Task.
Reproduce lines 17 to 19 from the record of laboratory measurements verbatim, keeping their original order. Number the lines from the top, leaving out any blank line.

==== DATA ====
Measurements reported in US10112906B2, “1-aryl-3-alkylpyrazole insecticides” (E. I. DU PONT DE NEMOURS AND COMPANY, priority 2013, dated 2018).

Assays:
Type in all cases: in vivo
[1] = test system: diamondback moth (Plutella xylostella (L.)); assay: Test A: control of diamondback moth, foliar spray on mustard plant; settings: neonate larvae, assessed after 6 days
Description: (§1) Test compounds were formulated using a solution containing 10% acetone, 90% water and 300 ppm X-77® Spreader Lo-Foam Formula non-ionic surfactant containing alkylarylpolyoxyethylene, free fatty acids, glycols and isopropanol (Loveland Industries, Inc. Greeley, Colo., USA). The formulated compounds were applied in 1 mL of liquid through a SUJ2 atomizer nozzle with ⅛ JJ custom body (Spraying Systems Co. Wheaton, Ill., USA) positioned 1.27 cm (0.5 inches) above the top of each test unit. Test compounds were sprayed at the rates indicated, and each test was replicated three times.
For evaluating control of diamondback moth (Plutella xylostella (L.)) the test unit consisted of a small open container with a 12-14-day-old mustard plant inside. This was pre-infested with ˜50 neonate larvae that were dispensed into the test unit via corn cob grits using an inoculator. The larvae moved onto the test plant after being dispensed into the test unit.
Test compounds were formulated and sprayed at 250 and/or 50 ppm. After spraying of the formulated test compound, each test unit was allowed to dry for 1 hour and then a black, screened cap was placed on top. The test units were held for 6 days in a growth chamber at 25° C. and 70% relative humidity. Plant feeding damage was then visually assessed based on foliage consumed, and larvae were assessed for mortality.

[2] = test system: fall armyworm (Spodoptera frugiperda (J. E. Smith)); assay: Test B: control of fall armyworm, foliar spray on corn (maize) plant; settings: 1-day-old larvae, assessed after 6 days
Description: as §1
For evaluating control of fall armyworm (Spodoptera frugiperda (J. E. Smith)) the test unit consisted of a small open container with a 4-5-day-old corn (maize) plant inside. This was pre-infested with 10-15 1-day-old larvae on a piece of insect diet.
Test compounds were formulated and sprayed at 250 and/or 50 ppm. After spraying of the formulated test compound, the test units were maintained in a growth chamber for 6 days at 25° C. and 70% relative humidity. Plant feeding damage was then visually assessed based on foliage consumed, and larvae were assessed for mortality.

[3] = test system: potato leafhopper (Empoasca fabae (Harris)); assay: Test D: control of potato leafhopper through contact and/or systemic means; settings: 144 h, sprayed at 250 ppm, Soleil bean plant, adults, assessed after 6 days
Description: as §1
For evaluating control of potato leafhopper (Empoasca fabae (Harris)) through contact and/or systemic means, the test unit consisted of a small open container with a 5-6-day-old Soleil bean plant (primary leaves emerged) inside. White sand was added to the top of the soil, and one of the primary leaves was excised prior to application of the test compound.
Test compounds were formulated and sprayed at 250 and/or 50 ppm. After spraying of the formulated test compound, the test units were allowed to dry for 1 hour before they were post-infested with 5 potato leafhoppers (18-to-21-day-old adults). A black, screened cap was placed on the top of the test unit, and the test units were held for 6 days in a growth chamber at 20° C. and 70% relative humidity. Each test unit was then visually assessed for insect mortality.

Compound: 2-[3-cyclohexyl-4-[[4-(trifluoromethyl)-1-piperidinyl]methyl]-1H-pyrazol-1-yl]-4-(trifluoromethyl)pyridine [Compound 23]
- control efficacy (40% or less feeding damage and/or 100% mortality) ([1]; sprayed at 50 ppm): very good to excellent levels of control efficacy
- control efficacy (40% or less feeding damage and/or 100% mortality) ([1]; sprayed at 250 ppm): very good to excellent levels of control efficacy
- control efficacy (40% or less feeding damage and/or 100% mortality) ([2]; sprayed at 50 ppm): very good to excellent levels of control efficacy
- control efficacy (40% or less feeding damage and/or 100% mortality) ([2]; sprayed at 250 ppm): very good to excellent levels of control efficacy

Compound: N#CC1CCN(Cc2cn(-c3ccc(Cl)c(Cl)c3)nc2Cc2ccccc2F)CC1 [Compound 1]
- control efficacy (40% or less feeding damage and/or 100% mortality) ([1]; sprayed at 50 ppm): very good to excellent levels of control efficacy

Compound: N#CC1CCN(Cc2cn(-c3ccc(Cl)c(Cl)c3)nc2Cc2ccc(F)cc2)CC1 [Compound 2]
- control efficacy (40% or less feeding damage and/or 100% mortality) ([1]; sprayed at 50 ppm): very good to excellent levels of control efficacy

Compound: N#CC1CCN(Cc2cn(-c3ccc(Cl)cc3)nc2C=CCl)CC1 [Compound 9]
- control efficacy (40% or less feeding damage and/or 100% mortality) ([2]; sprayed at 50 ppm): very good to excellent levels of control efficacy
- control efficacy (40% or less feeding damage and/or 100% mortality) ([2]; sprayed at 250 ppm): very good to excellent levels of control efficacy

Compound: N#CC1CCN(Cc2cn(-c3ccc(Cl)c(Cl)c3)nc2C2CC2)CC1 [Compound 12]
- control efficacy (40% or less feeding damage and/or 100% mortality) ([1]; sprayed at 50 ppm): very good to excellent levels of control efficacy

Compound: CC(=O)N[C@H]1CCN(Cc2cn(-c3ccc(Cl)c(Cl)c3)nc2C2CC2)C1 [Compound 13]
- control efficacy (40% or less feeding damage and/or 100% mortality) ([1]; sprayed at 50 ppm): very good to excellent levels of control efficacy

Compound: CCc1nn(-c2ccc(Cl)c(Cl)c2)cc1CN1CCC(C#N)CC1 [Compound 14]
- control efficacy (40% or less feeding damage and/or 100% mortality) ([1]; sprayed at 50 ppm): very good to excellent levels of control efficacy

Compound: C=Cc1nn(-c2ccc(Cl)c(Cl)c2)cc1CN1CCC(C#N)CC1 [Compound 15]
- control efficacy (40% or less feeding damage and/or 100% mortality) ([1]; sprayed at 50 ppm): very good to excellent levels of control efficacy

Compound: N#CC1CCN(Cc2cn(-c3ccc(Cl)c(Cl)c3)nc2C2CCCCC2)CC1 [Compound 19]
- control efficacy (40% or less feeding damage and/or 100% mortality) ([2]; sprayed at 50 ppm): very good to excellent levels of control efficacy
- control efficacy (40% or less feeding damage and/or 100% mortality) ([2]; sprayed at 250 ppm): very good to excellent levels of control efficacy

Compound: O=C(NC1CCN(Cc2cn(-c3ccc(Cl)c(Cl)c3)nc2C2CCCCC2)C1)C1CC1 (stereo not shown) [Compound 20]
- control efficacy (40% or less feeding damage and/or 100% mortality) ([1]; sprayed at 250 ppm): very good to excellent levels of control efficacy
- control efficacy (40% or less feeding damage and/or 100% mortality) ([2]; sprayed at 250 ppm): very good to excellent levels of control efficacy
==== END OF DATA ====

- control efficacy (40% or less feeding damage and/or 100% mortality) ([1]; sprayed at 50 ppm): very good to excellent levels of control efficacy
- control efficacy (40% or less feeding damage and/or 100% mortality) ([1]; sprayed at 250 ppm): very good to excellent levels of control efficacy
- control efficacy (40% or less feeding damage and/or 100% mortality) ([2]; sprayed at 50 ppm): very good to excellent levels of control efficacy